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Procurement Act: the even lighter touch regime

29 November 2023
Michael Mousdale

Welcome to the next briefing in our Ready for Reform series.

When the government first introduced its proposals for the reform of the procurement regime in its Green Paper, Transforming Public Procurement in 2020 (the Green Paper), it made it clear that it would not continue with a separate Light Touch regime, which had first been introduced in the Public Contracts Regulations 2015 (the PCR) (implementing Directive 2014/24/EU). There was a very good reason for this. In proposing a Competitive Flexible Procedure, it was in effect treating all services as Light Touch, by moving away from the more prescriptive EU rules governing most services and passing the discretion to contracting authorities to decide for themselves how to conduct a procurement.

The response to the Green Paper, however, convinced the government to retain a Light Touch regime, but with improvements to its scope and application. Yet the Bill faithfully introduced the proposed Competitive Flexible Procedure as one of the two available procurement procedures (Open being the other), which the Green Paper noted would be similar to the Light Touch regime. So what does the retained Light Touch regime in the Procurement Act 2023 (the Act) actually mean and how has the government “improved its scope and application”? In this article we aim to unravel the “new” Light Touch regime, where it applies and what it means for contracting authorities.

The explanation needs to begin with what the Act does not provide. There are no specific sections dealing with Light Touch in the way that the PCR does in Regulations 74-76. Yes, section 9 is headed “Light touch contracts”, but this does no more than set out the basis by which particular services can be designated as “Light Touch”. From that, therefore, we can conclude that it is not a procedure as such. This is reinforced by the Draft Procurement (Transparency) Regulations which were published in July 2023, which provided the contents of all the relevant notices required under the Act. There is no specific form for a Light Touch procurement, unlike the position under the PCR.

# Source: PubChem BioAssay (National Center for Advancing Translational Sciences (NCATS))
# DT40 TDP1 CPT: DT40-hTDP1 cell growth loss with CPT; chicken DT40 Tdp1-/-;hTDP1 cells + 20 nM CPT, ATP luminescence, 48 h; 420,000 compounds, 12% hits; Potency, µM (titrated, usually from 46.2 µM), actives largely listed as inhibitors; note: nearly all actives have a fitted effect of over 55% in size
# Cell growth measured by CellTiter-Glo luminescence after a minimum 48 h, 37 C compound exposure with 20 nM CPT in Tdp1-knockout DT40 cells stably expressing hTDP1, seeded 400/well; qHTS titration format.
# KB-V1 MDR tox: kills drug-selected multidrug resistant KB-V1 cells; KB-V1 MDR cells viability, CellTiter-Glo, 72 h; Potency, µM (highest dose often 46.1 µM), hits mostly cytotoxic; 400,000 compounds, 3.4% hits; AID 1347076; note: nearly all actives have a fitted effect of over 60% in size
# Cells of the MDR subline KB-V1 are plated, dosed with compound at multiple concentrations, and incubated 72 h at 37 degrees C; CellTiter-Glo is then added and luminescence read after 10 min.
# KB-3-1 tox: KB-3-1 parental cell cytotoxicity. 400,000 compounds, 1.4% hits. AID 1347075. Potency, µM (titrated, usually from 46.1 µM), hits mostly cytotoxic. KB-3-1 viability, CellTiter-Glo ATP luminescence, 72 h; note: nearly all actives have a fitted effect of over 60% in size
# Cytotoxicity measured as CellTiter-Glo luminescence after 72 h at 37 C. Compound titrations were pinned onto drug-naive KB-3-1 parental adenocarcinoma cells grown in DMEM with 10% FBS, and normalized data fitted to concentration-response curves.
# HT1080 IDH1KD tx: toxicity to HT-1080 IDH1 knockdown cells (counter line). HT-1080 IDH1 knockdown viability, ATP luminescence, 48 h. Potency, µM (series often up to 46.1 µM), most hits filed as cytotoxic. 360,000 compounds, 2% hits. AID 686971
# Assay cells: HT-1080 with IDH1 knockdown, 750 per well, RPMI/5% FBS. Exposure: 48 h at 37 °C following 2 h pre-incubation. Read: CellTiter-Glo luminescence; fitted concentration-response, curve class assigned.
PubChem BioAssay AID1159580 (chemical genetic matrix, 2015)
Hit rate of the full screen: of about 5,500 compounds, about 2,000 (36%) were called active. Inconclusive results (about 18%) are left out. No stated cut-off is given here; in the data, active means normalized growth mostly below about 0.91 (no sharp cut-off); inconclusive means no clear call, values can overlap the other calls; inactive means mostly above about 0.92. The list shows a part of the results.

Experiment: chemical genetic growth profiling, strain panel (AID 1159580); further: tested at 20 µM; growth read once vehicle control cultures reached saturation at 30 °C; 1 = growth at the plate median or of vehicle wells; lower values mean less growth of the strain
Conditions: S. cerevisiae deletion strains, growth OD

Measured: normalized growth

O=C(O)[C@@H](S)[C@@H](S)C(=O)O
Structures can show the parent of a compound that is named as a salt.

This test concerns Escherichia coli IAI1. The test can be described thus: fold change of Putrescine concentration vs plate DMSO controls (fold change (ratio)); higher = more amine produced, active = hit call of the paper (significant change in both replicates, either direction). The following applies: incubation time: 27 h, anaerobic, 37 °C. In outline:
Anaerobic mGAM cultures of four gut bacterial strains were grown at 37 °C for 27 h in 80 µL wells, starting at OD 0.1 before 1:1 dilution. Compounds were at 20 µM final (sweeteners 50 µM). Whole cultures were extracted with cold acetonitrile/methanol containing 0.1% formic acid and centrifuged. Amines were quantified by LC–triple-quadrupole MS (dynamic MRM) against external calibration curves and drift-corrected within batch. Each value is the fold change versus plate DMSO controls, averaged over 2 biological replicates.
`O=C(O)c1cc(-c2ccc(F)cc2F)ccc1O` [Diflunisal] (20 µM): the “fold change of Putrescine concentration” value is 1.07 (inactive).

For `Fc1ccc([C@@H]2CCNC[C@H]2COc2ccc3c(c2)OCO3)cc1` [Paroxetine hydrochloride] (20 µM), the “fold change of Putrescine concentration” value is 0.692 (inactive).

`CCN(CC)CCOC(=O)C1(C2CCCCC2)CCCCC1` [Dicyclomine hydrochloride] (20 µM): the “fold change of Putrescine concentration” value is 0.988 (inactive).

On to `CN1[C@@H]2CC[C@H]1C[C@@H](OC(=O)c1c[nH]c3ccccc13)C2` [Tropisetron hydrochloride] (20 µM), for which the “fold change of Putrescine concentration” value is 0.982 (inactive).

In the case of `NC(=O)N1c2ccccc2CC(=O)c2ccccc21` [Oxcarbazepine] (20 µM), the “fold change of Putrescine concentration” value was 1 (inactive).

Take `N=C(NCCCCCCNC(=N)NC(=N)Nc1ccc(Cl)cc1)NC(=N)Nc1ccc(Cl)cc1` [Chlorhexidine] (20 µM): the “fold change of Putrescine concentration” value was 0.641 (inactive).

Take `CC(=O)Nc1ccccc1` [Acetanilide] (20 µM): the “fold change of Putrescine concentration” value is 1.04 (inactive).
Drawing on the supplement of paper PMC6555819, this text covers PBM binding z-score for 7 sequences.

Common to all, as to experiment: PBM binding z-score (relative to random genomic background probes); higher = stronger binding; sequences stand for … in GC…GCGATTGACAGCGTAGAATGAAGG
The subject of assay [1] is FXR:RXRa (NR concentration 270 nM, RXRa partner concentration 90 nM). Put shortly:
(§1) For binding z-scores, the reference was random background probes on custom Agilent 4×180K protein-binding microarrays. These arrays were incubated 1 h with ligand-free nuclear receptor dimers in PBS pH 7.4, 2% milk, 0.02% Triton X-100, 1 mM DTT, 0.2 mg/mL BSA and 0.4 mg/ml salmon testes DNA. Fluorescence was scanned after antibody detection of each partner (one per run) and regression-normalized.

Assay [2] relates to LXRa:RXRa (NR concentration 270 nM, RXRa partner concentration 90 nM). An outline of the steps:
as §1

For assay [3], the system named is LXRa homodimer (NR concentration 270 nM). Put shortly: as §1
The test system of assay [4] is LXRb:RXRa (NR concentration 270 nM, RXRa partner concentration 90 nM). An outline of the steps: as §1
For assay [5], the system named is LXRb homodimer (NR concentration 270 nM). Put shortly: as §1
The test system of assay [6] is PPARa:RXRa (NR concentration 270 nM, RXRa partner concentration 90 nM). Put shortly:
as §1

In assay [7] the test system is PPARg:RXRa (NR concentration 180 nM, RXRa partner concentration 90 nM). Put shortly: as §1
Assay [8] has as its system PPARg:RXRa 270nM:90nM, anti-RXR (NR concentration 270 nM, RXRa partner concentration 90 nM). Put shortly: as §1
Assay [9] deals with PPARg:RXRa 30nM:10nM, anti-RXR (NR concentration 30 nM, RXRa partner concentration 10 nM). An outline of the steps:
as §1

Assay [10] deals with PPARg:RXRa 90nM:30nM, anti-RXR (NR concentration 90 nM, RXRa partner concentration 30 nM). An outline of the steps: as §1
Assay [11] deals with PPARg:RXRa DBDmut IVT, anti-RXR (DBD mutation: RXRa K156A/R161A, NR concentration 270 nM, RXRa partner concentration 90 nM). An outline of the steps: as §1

If it is not a different procedure, then what does Light Touch mean? The starting point is to look at which services are counted as Light Touch. The draft Procurement Act 2023 (Miscellaneous Provisions) Regulations 2024 contain an extensive list of services falling into this category. It mostly covers services falling within the categories of health, welfare, education and care, as was the case in the PCR, but is much more extensive. However, it still contains oddities such as blacksmith services and tyre remoulding services!

So without a separate procedure, must it be assumed that one applies either of the standard procedures for the procurement of Light Touch services? Well, yes and no. This is because certain Light Touch services may be the subject of a direct award, if they are for “user choice services” (i.e. provided for the benefit of a particular individual and where the contracting authority is statutorily obliged in awarding a contract to take into account the views of the individual or someone who cares for that individual), and both a preference is expressed by the individual or carer as to who should provide the services and the authority considers that it is not in the best interests of the individual to award the contract following normal procedures.

User choice contracts aside, however, whilst there might not be a separate Light Touch procedure, the Act specifically makes quite different provision for Light Touch services in a number of instances, in each case permitting indeed a “lighter touch”. We have picked out four key areas where such different provision is made.

Award criteria

Section 23 retains the well-established principles that award criteria must relate to the subject matter of the contract and are sufficiently clear, measurable and specific. This concept is extended for Light Touch contracts by specifically providing that the reference to the subject matter of the contract includes a reference to three additional elements:

(a) the views of an individual for whose benefit the services are to be supplied (a “service recipient”), or of a person providing care to a service recipient, in relation to—

         (i) who should supply the services, and

         (ii)how and when they should be supplied;

(b) the different needs of different service recipients;

(c) the importance of proximity between the supplier and service recipients for the effective and efficient supply of the services.

By qualifying the requirement to have regard to the subject matter of the contract, these additional factors are therefore mandatory. They have not been added as a list of permissible criteria which an authority may take into account should it so wish.